When designing a new product, where does the most useful feedback come from?
Design team members constantly refine their work and iterate their products in response to the feedback from technical teammates and stakeholders.
Technical teams are immersed in technology and back-end development. They have valuable input, but the question is – is this the best and most useful source of feedback?
We know that it is the end users who ultimately determine how useful a product is, how neatly it coincides with their expectations, and how much value it represents in the marketplace. For this reason, designing from a user experience (UX) framework is one of the most valuable positions an innovative company can take and, as a leader in technological innovation for more than a century, we have done just that.
Xerox refined its approach to incorporating UX feedback into the design process. This has culminated in the 2017 release of the ConnectKey platform – the biggest technology launch in the company's history.
To understand just how powerful this technology is, it is critical that we understand its capabilities from a UX perspective.
Gathering UX Feedback Data for New Xerox Products
We know that there can be no constructive UX feedback without a means for collecting and organizing end-user data. If there is no process by which existing products can be improved or updated, then UX feedback can only be used in secondary product releases – later editions of products that already come to market.
Xerox has addressed both of these issues with its ConnectKey multifunction device software platform. Not only has the company designed the platform from a UX-oriented perspective, but it has enabled itself to improve its products in real time as it gathers customer data.
How ConnectKey Uses UX Feedback to Improve Its Interface
One of the ways ConnectKey realizes this approach to UX feedback is through its App Gallery. Upon initial launch, the Xerox App Gallery largely contained native applications that any user would expect a multifunction printer to have – scanning, printing, copying, and faxing, for example. But Xerox continually updates its App Gallery with new applications that serve users' needs while addressing complex workflow issues.
Examples of how the App Gallery responds to evolving end-user needs include the Easy Translator and Xerox's own healthcare-specific Electronic Medical Record (EMR) app. Xerox's app deployment team is provided with this User Experience data, ensuring that intended usage is noted and evaluated and new technology is developed accordingly.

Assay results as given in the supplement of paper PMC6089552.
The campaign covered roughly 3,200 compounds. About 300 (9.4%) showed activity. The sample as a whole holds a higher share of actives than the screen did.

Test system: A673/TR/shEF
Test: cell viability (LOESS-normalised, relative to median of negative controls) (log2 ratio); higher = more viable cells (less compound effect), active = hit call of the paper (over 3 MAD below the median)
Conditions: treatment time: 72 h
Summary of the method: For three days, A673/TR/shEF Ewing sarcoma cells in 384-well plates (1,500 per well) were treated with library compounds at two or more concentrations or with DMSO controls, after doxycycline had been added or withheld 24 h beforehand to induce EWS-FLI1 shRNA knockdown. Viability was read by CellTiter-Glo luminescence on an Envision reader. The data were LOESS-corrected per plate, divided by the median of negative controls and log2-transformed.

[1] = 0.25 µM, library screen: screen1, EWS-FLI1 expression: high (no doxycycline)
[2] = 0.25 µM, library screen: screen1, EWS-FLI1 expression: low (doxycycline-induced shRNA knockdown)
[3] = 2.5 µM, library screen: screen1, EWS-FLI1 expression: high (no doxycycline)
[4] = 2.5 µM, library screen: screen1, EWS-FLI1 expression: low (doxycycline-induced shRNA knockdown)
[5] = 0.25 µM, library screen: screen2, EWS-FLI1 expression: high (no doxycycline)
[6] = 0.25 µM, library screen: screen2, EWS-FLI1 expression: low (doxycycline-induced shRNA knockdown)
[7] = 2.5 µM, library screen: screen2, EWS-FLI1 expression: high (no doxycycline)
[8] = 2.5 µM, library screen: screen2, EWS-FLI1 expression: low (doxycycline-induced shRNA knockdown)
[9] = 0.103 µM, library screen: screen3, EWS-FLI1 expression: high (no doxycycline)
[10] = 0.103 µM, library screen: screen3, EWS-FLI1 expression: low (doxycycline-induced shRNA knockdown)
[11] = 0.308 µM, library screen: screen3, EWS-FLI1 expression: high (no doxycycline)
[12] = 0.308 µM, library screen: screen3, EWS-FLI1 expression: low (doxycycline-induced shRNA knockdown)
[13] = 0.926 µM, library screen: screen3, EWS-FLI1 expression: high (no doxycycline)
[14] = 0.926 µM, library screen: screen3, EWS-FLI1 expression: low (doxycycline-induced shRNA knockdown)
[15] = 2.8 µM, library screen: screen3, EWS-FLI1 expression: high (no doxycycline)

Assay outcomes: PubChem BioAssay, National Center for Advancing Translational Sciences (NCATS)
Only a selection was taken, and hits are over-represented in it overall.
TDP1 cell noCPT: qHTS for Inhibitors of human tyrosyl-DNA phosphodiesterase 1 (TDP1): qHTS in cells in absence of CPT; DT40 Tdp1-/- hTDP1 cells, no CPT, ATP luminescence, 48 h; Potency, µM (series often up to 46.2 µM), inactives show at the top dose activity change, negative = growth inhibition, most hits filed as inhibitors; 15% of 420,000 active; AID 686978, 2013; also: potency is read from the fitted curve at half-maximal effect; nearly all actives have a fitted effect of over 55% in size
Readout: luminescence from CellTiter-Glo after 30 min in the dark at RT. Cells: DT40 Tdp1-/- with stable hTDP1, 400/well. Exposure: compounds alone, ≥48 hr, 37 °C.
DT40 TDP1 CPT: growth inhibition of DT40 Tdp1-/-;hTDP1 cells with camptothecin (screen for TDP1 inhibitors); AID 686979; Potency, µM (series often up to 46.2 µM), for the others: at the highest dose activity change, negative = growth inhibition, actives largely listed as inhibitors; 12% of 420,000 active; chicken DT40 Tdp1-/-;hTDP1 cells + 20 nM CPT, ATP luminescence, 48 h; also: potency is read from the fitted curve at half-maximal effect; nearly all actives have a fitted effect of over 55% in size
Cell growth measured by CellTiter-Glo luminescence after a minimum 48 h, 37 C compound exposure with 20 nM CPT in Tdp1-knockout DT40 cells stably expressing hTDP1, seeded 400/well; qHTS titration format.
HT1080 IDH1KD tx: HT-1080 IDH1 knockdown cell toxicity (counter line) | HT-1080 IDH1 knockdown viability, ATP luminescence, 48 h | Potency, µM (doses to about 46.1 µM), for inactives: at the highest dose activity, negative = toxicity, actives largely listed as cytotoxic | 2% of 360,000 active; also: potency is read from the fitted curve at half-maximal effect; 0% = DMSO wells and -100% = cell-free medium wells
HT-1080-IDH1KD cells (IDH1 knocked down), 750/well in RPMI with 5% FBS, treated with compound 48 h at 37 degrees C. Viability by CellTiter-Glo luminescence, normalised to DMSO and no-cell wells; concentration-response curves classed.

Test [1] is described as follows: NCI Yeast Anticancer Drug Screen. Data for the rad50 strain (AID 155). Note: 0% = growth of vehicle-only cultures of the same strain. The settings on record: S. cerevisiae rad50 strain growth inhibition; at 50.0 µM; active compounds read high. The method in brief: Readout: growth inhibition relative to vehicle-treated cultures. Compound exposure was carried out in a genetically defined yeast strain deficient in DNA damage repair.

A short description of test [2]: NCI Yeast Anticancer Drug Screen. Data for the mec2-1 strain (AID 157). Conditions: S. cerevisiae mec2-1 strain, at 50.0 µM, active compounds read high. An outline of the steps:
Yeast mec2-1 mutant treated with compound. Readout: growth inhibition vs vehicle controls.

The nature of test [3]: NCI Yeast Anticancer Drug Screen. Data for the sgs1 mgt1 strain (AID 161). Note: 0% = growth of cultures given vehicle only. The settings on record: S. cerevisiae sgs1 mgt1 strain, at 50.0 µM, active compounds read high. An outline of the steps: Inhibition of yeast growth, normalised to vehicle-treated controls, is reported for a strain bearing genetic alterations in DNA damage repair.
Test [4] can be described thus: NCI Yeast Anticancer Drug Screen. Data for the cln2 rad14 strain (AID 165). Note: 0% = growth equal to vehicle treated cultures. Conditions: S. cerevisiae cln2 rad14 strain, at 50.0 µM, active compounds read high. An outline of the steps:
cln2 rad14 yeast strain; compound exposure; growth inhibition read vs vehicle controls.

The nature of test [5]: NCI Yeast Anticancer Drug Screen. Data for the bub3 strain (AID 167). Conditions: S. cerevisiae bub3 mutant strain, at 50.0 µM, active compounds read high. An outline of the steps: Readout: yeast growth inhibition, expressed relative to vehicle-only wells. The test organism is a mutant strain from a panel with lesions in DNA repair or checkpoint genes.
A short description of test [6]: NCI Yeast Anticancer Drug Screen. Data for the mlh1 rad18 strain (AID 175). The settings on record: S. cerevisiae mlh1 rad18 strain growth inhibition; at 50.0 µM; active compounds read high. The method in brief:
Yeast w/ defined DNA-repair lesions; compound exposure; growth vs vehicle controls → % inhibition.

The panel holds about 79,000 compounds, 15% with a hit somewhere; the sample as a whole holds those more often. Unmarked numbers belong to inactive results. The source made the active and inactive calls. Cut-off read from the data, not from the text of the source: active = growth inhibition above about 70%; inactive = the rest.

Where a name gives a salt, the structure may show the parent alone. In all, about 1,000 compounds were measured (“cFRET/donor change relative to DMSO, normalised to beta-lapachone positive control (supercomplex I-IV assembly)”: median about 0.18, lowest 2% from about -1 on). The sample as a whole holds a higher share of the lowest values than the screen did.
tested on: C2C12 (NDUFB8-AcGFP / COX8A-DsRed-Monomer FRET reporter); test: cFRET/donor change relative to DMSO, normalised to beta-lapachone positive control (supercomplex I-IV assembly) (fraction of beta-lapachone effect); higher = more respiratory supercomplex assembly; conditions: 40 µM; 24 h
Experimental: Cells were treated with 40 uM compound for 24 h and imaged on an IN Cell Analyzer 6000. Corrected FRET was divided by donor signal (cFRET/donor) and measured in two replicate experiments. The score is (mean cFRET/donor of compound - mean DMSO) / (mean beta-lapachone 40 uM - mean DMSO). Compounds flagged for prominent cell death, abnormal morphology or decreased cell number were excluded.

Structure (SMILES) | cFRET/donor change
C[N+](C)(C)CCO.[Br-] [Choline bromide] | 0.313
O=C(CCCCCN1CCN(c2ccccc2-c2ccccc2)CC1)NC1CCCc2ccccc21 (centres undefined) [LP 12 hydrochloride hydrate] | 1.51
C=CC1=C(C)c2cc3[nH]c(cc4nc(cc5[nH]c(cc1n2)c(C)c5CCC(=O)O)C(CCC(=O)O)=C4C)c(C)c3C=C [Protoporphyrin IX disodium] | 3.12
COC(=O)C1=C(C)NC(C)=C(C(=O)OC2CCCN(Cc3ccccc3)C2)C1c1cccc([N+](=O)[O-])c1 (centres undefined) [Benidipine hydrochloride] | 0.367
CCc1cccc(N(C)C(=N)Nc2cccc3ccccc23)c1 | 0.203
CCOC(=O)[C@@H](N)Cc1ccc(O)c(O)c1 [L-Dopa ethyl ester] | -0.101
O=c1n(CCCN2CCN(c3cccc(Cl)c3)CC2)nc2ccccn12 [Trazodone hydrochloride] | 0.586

Another key innovation is the ConnectKey user interface. Since the majority of office employees use mobile telephones for work-related purposes, designing the interface around the touchscreen design that these phones employ has proven to be a UX masterstroke.
This design decision almost completely eliminated the need for technical manuals and complex workflow documentation. Users are intuitively aware of how ConnectKey Devices work because the user interface was modeled after devices that most users are already deeply familiar with, reducing the need for helpdesk calls and eliminating the bottleneck in production which typically follows.
To address this problem, Xerox incorporated short instructional videos into the device itself, giving users immediate access to the information they need to get jobs done.
UX Improvement Behind the Scenes
There is more to UX than improving new Xerox products' user interface. There are also important back-end factors to consider.
For instance, ConnectKey supports automated supply replenishment. A ConnectKey-enabled Xerox multifunction printer can monitor its own toner and ink levels and order its own product as needed. This removes the responsibility from employees or supervisors to monitor usage and order cartridges, avoiding delays in delivery.
These printers also offer full print analytics. This generates data that tells supervisors who is printing, what is printed, how often, and on what media type. It provides deep insights on the many ways print process owners can make their workplaces more efficient. This UX improvement removes production delays by giving supervisors the ability to effectively manage their employees and their print fleet.
Finally, the transition to mobile-friendly printing represents a major UX improvement. Whereas organizations once had to create complex mobile device policies or attempt to forbid mobile devices entirely, they can now let employees rely on their mobile devices for quick, easy access to the documents they need most.
Employees can print directly from their phones, upload scanned pages to their mobile email accounts, and perform a broad variety of mobile-compatible activities without opening up the company to the security vulnerabilities that mobile devices used to represent.
Do you want to learn more about how UX feedback informs Xerox ConnectKey product design? Talk to one of our experts and find out!